21. 21. • HRTF is Fourier transform of HRIR! (you’ll find the term HRTF more often that HRIR) • HRTF is complex-conjugate symmetric (since the HRIR must be real-valued) Head-Related Transfer Function (HRTF) frequency amplitudeamplitude frequency hrtfL wt;q,f( ) hrtfR wt;q,f( ) sL t( )= hrirL t;q,f( )*s t( ) sR t( )= hrirR t;q,f( )*s t( ) sL t( ) = F-1 hrtfL wt;q,f( )×F s t( ){ }{ } sR t( ) = F-1 hrtfR wt;q,f( )× F s t( ){ }{ }
  22. 22. Spatial Sound of N Point Sound Sources L R s2 t( ) • Superposition principle holds, so just sum the contributions of each s1 t( ) q2 ,f2 ( ) q1 ,f1 ( ) sL t( ) = F-1 hrtfL wt;qi ,fi ( )× F si t( ){ }{ } i=1 N å sR t( ) = F-1 hrtfR wt;qi ,fi ( )× F si t( ){ }{ } i=1 N å
  23. 23. Spatial Audio for VR • VR/AR requires us to re-think audio, especially spatial audio! • User’s head rotates freely  traditional surround sound systems like 5.1 or even 9.2 surround isn’t sufficient
  24. 24. Spatial Audio for VR Two primary approaches: 1. Real-time sound engine • Render 3D sound sources via HRTF in real time, just as discussed in the previous slides • Used for games and synthetic virtual environments • A lot of libraries available: FMOD, OpenAL, etc.
  25. 25. Spatial Audio for VR Two primary approaches: 2. Spatial sound recorded from real environments • Most widely used format now: Ambisonics • Simple microphones exist • Relatively easy mathematical model • Only need 4 channels for starters • Used in YouTube VR and many other platforms
  26. 26. Ambisonics • Idea: represent sound incident at a point (i.e. the listener) with some directional information • Using all angles is impractical – need too many sound channels (one for each direction) • Some lower-order (in direction) components may be sufficient  directional basis representation to the rescue! q,f
  27. 27. Ambisonics – Spherical Harmonics • Use spherical harmonics! • Orthogonal basis functions on the surface of a sphere, i.e. full-sphere surround sound • Think Fourier transform equivalent on a sphere
  28. 28. Ambisonics – Spherical Harmonics 0th order 1st order 2nd order 3rd order Wikipedia Remember, these representing functions on a sphere’s surface
  29. 29. Ambisonics – Spherical Harmonics 1st order approximation  4 channels: W, X, Y, Z W X Y Z Wikipedia
  30. 30. Ambisonics – Recording • Can record 4-channel Ambisonics via special microphone • Same format supported by YouTube VR and other platforms http://www.oktava-shop.com/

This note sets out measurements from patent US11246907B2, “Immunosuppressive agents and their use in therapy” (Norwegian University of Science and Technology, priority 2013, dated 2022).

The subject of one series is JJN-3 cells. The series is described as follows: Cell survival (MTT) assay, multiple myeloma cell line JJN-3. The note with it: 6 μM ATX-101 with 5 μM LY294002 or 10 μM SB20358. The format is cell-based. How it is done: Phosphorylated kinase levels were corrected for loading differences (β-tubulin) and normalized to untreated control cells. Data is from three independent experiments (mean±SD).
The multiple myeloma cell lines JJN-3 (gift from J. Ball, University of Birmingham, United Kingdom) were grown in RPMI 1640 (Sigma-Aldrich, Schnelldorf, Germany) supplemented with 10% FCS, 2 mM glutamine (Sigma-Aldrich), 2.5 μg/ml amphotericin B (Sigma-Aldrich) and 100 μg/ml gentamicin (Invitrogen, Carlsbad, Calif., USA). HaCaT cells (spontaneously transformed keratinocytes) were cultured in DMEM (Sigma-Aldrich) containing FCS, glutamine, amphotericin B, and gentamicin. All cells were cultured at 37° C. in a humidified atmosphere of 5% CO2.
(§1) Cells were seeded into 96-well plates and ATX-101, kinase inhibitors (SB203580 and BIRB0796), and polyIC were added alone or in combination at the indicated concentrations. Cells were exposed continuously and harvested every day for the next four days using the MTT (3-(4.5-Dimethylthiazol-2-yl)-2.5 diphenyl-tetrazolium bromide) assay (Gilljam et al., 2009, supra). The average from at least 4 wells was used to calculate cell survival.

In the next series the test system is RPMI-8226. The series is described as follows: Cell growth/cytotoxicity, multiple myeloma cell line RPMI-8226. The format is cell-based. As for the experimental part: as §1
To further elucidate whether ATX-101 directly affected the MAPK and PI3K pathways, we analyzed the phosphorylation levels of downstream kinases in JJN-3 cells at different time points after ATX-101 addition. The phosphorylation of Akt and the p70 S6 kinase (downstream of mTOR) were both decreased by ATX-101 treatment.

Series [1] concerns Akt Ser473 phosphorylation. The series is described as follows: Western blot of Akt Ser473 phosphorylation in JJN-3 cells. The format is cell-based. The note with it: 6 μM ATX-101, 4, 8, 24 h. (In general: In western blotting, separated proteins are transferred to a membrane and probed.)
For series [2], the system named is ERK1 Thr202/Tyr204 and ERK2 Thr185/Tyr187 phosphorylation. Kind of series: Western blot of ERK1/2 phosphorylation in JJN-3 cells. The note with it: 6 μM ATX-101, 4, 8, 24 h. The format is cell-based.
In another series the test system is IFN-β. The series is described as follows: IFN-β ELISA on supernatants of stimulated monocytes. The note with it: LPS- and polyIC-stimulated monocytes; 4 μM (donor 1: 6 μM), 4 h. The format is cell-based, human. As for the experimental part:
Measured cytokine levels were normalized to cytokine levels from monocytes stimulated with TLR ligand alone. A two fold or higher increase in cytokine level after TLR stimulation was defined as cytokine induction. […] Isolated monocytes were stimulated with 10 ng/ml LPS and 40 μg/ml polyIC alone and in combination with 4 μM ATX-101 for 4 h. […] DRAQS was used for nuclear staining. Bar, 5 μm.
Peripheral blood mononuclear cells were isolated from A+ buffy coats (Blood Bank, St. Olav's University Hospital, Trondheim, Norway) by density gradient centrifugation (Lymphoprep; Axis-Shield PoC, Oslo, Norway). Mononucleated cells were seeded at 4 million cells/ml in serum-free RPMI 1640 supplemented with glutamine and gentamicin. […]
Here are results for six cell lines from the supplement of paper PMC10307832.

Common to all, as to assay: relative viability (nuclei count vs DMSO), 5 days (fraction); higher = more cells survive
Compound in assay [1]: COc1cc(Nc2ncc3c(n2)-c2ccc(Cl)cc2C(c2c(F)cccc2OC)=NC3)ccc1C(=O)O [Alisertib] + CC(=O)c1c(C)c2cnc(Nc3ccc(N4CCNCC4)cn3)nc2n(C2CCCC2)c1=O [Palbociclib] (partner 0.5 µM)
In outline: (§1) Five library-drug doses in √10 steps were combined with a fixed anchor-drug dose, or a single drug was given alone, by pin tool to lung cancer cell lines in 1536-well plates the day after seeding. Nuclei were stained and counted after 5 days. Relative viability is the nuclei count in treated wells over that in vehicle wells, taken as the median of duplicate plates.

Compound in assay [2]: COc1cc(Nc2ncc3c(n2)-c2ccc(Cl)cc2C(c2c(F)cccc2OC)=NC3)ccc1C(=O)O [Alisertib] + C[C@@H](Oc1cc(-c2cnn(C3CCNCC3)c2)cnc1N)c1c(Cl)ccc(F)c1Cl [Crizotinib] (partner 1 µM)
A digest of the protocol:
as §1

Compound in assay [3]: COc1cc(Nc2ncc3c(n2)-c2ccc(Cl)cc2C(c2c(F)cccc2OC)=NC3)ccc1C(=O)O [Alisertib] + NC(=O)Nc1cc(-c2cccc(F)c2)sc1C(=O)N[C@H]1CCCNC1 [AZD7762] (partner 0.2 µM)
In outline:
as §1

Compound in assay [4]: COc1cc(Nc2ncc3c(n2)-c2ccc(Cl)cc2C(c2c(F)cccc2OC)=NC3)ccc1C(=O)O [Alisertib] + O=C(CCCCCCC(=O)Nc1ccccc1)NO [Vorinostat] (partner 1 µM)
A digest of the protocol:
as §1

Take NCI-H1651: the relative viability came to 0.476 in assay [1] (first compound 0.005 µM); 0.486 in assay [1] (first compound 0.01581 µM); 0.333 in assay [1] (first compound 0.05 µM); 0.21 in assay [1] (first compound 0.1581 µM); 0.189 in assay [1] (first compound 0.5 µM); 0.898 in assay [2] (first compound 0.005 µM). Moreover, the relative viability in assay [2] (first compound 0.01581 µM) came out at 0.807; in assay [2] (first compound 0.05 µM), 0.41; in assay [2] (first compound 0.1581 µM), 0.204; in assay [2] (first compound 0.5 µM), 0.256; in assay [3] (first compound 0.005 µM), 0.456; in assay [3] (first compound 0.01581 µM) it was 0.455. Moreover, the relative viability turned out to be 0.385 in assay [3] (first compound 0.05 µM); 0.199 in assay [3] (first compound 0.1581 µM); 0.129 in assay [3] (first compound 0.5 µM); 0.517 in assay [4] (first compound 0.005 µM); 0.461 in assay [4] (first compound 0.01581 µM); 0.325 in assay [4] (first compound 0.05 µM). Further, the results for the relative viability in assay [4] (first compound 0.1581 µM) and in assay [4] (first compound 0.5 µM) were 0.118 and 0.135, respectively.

31. 31. Ambisonics – Rendered Sources W = S × 1 2 X = S ×cosq cosf Y = S ×sinq cosf Z = S ×sinf • Can easily convert a point sound source, S, to the 4- channel Ambisonics representation • Given azimuth and elevation , compute W, X, Y, Z asq,f omnidirectional component (angle-independent) “stereo in x” “stereo in y” “stereo in z”
  32. 32. Ambisonics – Playing it Back LF = 2W + X +Y( ) 8 LB = 2W - X +Y( ) 8 RF = 2W + X -Y( ) 8 RB = 2W - X -Y( ) 8 • Easiest way to render Ambisonics: convert W, X, Y, Z channels into 4 virtual speaker positions • For a regularly-spaced square setup, this results in LF LB RF R L R
  33. 33. Ambisonics – Omnitone • Javascript-based first-order Ambisonic decoder Google, https://github.com/GoogleChrome/omnitone
  34. 34. References and Further Reading • Google’s take on spatial audio: https://developers.google.com/vr/concepts/spatial-audio HRTF: • Algazi, Duda, Thompson, Avendado “The CIPIC HRTF Database”, Proc. 2001 IEEE Workshop on Applications of Signal Processing to Audio and Electroacoustics • download CIPIC HRTF database here: http://interface.cipic.ucdavis.edu/sound/hrtf.html Resources by Google: • https://github.com/GoogleChrome/omnitone • https://developers.google.com/vr/concepts/spatial-audio • https://opensource.googleblog.com/2016/07/omnitone-spatial-audio-on-web.html • http://googlechrome.github.io/omnitone/#home • https://github.com/google/spatial-media/
  35. 35. References and Further Reading • Google’s take on spatial audio: https://developers.google.com/vr/concepts/spatial-audio HRTF: • Algazi, Duda, Thompson, Avendado “The CIPIC HRTF Database”, Proc. 2001 IEEE Workshop on Applications of Signal Processing to Audio and Electroacoustics • download CIPIC HRTF database here: http://interface.cipic.ucdavis.edu/sound/hrtf.html Resources by Google: • https://github.com/GoogleChrome/omnitone • https://developers.google.com/vr/concepts/spatial-audio • https://opensource.googleblog.com/2016/07/omnitone-spatial-audio-on-web.html • http://googlechrome.github.io/omnitone/#home • https://github.com/google/spatial-media/ Demo